Metal art sculpture car part John Chamberlain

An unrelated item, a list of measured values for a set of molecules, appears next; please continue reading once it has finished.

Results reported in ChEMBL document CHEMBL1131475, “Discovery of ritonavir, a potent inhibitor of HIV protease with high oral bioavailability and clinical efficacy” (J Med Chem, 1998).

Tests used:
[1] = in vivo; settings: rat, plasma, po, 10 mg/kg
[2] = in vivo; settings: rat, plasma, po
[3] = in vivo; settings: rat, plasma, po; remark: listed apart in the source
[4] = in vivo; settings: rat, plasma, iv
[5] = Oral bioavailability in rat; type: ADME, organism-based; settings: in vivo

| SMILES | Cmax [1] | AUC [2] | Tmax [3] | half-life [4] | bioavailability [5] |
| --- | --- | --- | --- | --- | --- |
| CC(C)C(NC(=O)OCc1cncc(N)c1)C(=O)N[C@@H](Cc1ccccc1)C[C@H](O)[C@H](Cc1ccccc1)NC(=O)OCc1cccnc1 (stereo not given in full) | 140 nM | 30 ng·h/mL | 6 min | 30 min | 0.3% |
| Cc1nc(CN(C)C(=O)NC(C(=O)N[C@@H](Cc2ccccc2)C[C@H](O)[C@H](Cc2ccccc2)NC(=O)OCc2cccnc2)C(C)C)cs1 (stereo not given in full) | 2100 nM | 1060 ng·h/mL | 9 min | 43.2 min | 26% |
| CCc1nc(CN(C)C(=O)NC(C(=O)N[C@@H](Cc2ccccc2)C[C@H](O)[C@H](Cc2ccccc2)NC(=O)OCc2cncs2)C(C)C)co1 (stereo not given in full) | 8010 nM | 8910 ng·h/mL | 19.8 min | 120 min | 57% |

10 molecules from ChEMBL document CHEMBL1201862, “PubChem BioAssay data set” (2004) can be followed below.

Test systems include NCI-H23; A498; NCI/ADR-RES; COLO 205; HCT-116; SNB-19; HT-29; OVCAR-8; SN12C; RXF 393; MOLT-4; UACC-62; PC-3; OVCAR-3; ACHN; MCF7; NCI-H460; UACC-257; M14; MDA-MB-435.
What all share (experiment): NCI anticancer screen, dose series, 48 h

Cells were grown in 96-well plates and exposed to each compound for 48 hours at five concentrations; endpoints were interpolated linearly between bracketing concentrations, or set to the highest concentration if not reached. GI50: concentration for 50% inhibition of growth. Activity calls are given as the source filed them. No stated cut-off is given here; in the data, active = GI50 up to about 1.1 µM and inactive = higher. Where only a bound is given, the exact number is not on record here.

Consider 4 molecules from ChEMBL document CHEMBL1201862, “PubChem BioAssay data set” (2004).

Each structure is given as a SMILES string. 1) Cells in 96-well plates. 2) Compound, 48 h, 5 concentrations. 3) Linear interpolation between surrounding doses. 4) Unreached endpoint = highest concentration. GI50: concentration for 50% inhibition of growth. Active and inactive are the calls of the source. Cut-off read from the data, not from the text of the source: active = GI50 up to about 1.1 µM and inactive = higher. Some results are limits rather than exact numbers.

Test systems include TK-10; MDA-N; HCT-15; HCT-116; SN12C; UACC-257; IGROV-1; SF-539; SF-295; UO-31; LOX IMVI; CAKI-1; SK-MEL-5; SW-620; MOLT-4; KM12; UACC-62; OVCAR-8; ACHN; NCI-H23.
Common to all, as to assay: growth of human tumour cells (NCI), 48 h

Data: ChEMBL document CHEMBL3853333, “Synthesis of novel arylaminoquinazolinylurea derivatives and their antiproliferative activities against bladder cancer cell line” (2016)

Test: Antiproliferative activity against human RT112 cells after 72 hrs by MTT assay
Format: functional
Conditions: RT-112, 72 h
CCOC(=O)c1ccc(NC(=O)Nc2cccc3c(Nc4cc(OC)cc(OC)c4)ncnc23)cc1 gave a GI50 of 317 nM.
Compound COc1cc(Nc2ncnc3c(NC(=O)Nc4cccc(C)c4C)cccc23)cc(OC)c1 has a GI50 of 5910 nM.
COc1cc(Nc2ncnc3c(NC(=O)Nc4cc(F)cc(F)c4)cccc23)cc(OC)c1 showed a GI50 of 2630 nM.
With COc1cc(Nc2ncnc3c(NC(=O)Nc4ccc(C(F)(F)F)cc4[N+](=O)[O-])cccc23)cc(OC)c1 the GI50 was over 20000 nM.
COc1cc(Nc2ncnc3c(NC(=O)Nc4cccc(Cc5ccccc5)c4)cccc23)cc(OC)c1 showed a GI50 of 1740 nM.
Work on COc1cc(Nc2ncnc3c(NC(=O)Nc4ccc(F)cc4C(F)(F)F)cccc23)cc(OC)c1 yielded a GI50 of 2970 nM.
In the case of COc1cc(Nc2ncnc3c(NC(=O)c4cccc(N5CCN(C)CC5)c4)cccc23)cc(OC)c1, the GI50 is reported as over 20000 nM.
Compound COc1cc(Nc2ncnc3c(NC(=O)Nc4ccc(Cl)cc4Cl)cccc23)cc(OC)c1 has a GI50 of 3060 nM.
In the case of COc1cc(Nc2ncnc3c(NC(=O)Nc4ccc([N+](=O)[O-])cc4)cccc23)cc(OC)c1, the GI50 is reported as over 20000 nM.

John Angus Chamberlain (April 16, 1927 – December 21, 2011)was an American sculptor. At the time of his death he resided and worked on Shelter Island, New YorkChamberlain is best known for creating sculptures from old automobiles (or parts of) that bring the Abstract Expressionist style of painting into three dimensions. He began by carving and modelling, but turned to working in metal in 1952 and welding 1953. By 1957, while staying with the painter Larry Rivers in Southampton, New York,[9] he began to include scrap metal from cars with his sculpture Shortstop, and from 1959 onward he concentrated on sculpture built entirely of crushed automobile parts welded together. Far more than just another wrinkle on assemblage Shortstop and subsequent works completely reinvented modeling casting, and volume altering Marcel Duchamp's notion of the readymade and using the car as both medium and tool.In 1962 Donald Judd wrote, «The only reason Chamberlain is not the best American sculptor under forty is the incommensurability of 'the best' which makes it arbitrary to say so.»By the end of the 1960s, Chamberlain had replaced his signature materials initially with galvanized steel, then with mineral-coated Plexiglas, and finally with aluminum foil. In 1966, he began a series of sculptures made of rolled, folded, and tied urethane foam.Since returning in the mid-1970s to metal as his primary material, Chamberlain has limited himself to specific parts of the automobile (fenders, bumpers, or the chassis, for example). In 1973, two 300-pound metal pieces by Chamberlain were mistaken for junk and carted away as they sat outside a gallery warehouse in Chicago.

 

 

 

 

 

 

 

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